How to make money with cybersex and webcamming
Cordova town Mayor Adelino Sitoy plans to regulate the operations of money transfer firms in his town and asked law enforcement authorities to keep an eye and run after these firms.
Sitoy said he is ready to face these companies in court.
“So far we have not received reports of cybersex and child pornography operations in Talisay City,” Monterde said.
The woman’s daughter admitted that she earned money by performing sexual acts while naked in front of the webcam.
Cybersex, according to reports, has become a growing industry in many parts of the world, including in the Philippines, where there is a perception that there is a low risk of arrest of violators despite the existence of laws like Republic Act 9775 or the Anti-Child Pornography Act of 2009; and Republic Act 9208 or the Human Trafficking Act.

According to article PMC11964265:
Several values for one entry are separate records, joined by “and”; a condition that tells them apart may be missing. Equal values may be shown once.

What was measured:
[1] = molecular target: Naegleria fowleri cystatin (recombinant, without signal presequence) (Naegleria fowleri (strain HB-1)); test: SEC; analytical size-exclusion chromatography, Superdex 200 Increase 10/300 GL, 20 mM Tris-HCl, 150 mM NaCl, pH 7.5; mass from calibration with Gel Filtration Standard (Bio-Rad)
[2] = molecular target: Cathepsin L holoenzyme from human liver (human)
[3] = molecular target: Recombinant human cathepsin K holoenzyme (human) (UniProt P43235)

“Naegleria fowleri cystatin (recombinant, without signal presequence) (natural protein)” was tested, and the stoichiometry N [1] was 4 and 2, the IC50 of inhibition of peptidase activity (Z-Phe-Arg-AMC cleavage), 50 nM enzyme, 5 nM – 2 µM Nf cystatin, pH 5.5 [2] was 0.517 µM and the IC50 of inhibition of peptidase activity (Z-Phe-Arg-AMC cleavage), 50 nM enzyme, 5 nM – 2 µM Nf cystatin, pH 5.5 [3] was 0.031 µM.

CYBERSEX AND THE LAW Oxford Dictionaries defines cybersex as “sexual arousal using computer technology, especially by wearing virtual reality equipment or by exchanging messages with another person via the Internet.” Philippine laws, meanwhile define cybersex as “the willful engagement, maintenance, control, or operation, directly or indirectly, of any lascivious exhibition of sexual organs or sexual activity, with the aid of a computer system, for favor or monetary consideration.” A person found guilty of engaging in cybersex faces up to six months in jail and a fine of not less than P200,000 but not to exceed P1 million, or both imprisonment and fine, upon the discretion of the court.
Aside from the Philippines, IJM also works with the governments of Cambodia, Thailand, India, Kenya, Rwanda, Uganda, Zambia, Bolivia, and Guatemala.
The IJM personnel in the Philippines had worked hand-in-hand with the National Bureau of Investigation (NBI) and the police and their operations have resulted to the arrest of cybersex den operators in Barangay Ibabao, Cordova.